This chart shows percentage change in estimated fatalities in the first half of 2021 from estimated fatalities in the same half of 2020, by NHTSA region.  -  Image courtesy of NHTSA.

This chart shows percentage change in estimated fatalities in the first half of 2021 from estimated fatalities in the same half of 2020, by NHTSA region.

Image courtesy of NHTSA.

Approximately 20,160 people lost their lives in motor vehicle crashes in the first half of 2021, up 18.4% over 2020 and the largest number of projected fatalities in that time period since 2006.

The National Highway Traffic Safety Administration released the new data on Oct. 28, and the reaction was grim. The National Safety Council released a statement saying the fatality estimates “paint a dark picture of the state of safety on our nation’s roadways.” United States Transportation Secretary Pete Buttigieg called the traffic deaths “a crisis” that we cannot and should not accept as simply a part of everyday life.

Rounding out the roadway picture and adding further context, preliminary data from the Federal Highway Administration show that vehicle miles traveled in the first half of 2021 increased by about 173.1 billion miles, or about 13%. The fatality rate for the first half of 2021 increased to 1.34 fatalities per 100 million VMT, up from the projected rate of 1.28 fatalities per 100 million VMT in the first half of 2020.

In addition to the traffic fatality data, NHTSA also released a report on Oct. 28 that evaluates key factors driving the spike in fatalities.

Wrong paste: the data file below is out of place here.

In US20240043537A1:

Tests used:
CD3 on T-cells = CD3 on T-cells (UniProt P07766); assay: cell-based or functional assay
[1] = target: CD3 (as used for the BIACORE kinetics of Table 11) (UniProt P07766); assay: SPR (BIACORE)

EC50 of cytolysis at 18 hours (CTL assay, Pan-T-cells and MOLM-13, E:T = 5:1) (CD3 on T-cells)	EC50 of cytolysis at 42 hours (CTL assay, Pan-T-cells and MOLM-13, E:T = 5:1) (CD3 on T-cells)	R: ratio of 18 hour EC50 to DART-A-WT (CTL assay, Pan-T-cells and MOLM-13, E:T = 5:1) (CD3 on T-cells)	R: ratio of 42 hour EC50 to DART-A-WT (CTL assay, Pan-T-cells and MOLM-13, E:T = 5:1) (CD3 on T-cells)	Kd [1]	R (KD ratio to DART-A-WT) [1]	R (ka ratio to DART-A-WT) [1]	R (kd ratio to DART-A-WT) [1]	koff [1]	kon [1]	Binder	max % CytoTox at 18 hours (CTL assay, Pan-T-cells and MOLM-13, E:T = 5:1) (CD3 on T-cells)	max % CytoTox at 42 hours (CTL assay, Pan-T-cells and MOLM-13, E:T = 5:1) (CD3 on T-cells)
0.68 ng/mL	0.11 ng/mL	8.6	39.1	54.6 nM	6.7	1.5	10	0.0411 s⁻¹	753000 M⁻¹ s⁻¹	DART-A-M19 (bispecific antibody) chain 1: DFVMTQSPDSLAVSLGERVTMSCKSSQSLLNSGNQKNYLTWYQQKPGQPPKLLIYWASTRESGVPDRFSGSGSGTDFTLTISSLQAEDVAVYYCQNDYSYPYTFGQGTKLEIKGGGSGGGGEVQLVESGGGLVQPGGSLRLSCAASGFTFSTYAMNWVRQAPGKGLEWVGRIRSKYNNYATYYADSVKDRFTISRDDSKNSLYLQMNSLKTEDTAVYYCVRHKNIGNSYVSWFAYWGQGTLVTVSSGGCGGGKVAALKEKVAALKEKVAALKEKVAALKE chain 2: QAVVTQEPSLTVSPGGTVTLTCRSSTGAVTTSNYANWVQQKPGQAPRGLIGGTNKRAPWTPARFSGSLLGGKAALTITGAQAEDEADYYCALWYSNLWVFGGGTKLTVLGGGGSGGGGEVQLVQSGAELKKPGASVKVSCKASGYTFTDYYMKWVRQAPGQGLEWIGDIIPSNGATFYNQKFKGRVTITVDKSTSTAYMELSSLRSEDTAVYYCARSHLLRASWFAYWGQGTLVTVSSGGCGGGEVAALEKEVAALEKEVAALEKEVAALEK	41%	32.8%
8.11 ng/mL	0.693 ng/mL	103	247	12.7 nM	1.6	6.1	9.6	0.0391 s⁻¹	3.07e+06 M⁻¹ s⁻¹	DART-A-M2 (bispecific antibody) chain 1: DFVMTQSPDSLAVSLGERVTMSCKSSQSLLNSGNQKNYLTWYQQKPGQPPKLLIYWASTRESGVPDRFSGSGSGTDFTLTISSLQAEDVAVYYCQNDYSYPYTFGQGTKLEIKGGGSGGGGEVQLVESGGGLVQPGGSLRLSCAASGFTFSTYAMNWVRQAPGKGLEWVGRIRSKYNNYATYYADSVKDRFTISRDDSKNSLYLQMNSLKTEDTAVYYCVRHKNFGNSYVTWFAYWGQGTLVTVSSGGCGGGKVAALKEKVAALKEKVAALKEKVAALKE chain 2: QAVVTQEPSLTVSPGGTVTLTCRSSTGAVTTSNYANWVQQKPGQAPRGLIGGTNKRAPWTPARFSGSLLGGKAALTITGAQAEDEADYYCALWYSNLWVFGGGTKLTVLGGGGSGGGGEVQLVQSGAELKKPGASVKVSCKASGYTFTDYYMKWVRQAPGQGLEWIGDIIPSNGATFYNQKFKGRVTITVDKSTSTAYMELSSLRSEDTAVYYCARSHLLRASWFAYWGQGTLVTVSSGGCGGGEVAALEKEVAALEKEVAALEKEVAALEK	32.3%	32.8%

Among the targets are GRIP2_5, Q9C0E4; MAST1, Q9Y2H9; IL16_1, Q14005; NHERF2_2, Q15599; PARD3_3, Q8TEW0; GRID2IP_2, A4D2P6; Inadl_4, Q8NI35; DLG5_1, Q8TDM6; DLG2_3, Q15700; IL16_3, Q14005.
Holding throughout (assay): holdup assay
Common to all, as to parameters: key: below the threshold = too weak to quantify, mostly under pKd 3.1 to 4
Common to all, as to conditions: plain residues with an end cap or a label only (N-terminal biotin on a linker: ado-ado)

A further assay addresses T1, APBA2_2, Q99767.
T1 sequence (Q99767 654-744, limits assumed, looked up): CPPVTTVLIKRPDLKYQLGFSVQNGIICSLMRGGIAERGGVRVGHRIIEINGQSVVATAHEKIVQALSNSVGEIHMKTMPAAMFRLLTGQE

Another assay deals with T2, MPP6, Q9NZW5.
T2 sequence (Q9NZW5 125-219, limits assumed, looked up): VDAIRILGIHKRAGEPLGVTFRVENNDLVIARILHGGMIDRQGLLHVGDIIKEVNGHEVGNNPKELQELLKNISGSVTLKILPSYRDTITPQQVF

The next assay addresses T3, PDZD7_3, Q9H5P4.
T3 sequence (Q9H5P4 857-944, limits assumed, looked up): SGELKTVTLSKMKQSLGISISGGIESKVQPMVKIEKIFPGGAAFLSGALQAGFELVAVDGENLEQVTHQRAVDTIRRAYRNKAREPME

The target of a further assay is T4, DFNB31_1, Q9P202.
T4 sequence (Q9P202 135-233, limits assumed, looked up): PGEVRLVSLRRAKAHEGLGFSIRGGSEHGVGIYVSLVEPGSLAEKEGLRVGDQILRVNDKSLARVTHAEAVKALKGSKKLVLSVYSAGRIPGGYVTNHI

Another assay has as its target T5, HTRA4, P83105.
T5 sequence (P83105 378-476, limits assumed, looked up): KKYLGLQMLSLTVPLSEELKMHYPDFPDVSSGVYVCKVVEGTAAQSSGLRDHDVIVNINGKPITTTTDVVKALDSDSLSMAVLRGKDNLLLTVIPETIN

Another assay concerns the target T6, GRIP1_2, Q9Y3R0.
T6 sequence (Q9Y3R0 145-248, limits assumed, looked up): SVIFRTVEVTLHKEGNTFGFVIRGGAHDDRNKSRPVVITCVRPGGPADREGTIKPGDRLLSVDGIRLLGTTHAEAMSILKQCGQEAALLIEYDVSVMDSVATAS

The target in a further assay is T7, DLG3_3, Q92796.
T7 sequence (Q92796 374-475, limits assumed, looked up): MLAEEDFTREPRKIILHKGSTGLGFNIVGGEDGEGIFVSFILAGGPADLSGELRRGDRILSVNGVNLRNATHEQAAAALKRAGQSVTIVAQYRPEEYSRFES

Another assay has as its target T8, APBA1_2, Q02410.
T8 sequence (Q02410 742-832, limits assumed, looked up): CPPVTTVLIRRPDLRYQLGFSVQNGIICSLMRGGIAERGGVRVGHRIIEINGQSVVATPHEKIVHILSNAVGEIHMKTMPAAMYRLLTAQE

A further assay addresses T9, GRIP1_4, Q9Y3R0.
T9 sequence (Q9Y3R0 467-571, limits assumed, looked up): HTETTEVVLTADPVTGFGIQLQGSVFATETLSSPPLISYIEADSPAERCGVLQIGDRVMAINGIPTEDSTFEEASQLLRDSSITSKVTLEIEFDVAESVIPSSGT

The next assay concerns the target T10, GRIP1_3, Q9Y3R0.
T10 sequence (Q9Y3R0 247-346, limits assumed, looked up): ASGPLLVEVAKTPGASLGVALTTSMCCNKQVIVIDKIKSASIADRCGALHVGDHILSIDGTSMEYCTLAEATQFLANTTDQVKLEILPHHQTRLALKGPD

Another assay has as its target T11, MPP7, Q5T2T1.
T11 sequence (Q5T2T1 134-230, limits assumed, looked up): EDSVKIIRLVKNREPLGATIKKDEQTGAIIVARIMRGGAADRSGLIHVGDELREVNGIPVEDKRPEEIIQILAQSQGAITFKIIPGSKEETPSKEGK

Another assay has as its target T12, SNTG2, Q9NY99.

The report explores motorists’ behaviors from March 2020 through June 2021 and finds that incidents of speeding and lack of seat belt compliance remain higher than during pre-pandemic times. 

For example, the report examines ejections from vehicles because they are a surrogate measure of seat belt use since people using seat belts are less likely to be ejected.

Based on EMS data when responding to a collision, the ejection rate in most of 2020 after week 10 — when the COVID-19 emergency was declared — shows an increase as compared to 2019. Moreover, the ejection rates through week 34 of 2021 were also higher in most weeks than those observed in 2019.

The report also examines speed data on various types of roads in both urban and rural settings. For example, it shows the range in speeds for urban interstates from the slowest 1% of vehicles (1st percentile) to the fastest 1% of vehicles (99th percentile) from January 2019 through June 2021.

It is interesting to note that the range of speeds from March 2020 through February 2021 became relatively narrow compared to previous months. Also noteworthy is the shift to consistently faster 99th percentile speeds from March through June 2021. In short, speeding has become a habitual practice of many drivers.

The rapid rise of traffic fatalities and drivers’ continued risky driving behaviors has prompted the U.S. Department of Transportation to produce the Department’s first ever National Roadway Safety Strategy to identify action steps for all stakeholders working to save lives on the roads.

The goal of the Safety Strategy is to significantly reduce serious injuries and deaths on our nation’s roadways. While the Department has an important leadership role to play in addressing this crisis, the agency notes that it will take concerted and coordinated effort across all levels of government, the private sector, and communities to reverse the current trend. The strategy will be released in January. 

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